On rainy days kids would sit inside the shop watching Props videos, sitting on the floor, making us tea, and the banter was very real. The local kids became great riders and some ended up becoming part of DMR like Tom Lang. They went on to build their own trails and immerse themselves in the Dirt Jumping scene. One local young lad who would come and ride the trails, he became addicted to BMX and won his first World BMX Championship in 2018, Scott Waterhouse was riding for Team GB.


Trails, like businesses, take hard work and dedication.

Damian and Matt were not just witness to it all, we all loved it, and they were part of it. Yet in their office in a BMX shop, brilliance was being designed; DMR became very real. I remember Damian using a multi-tool and shaping a pedal out of what seemed to be a block of plastic, carefully forming the first design of the V8, arguably the world’s greatest selling pedal. Surrounded by samples of bicycle parts new and old, sketches, designs, scrap paper or tools, his design board stood beneath a window with one-inch iron security bars, letting the light shine on the DMR chain tugs in perfectly engineered drawings.

If you travel to see them now, nothing has changed. Damian is at home surrounded by design chaos and inspirational ideas and that’s what I witnessed back then. What you might perceive as a mess, ask yourself if you’ve created a global brand from your clean and tidy space, from the back of a BMX shop, distracted by noisy energetic kids, dirt jumping and BMX bikes, endless crashes and kids knocking their teeth out; in fact I reckon you’d just smile out of absolute respect. To this day Damian still creates demand through his designs, still focussed on what’s happening outside of the shop so to speak and as humble as ever.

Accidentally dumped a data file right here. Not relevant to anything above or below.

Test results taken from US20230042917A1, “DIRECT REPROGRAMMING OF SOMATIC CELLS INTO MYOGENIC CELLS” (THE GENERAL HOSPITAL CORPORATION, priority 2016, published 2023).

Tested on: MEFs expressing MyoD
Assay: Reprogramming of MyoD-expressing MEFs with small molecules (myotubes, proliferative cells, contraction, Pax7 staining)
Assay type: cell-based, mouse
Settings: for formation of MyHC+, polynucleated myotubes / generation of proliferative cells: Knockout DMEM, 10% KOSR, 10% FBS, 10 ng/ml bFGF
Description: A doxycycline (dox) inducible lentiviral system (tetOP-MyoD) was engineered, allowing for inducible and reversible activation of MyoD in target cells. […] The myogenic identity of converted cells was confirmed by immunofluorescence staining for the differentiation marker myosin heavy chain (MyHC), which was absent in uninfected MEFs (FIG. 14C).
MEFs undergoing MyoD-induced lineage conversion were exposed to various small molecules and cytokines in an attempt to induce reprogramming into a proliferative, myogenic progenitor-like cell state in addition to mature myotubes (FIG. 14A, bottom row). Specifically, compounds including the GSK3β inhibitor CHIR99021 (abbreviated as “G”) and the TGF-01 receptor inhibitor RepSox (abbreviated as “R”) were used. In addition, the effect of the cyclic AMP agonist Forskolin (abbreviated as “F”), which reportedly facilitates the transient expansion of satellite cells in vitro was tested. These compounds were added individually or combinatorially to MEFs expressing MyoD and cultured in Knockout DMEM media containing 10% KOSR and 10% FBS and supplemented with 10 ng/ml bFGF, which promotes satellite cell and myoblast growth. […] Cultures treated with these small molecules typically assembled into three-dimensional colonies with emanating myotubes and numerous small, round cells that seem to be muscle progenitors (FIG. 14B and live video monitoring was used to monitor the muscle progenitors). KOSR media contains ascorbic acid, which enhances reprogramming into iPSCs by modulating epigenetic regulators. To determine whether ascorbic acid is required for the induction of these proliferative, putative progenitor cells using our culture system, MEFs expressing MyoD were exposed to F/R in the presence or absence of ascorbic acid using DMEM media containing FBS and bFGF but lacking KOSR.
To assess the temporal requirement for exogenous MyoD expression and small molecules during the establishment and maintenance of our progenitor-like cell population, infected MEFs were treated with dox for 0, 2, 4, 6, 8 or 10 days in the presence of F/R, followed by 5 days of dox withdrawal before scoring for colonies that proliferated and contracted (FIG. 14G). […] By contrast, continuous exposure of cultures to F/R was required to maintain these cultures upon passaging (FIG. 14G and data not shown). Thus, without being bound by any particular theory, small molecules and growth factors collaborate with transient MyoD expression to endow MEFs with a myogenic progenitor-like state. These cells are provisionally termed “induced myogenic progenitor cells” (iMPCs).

Damian's Trailstar

Owner Damian Mason keeping it retro with an original Trailstar.

Matt Ryley created brand awareness and distribution. Look at the present day industry and reflect on how we shop in today’s market place. Components and bikes available to view online, our thumbs scroll our smart phones relentlessly searching social media, favourite riders making careers from making films on ‘The YouTube’, and back flipping huge gaps, the same competitions streamed worldwide, emails are instant, communication is a doddle and DMR are still in the thick of it. Imagine being back in 1995, looking back 25 years.

There was no Internet, no online presence that was effectively five years away. No social media, digital cameras were another 10 years away. What Matt Ryley created was global awareness by using print, trade shows, sales reps and old school marketing at its very finest and damn fine riders on their team. The quarter page advert in a BMX/MTB magazine was standard practice, maybe a product picture or two. Photographers were still using film; imagine that when you reeling off a thousand shots of your mates in the woods.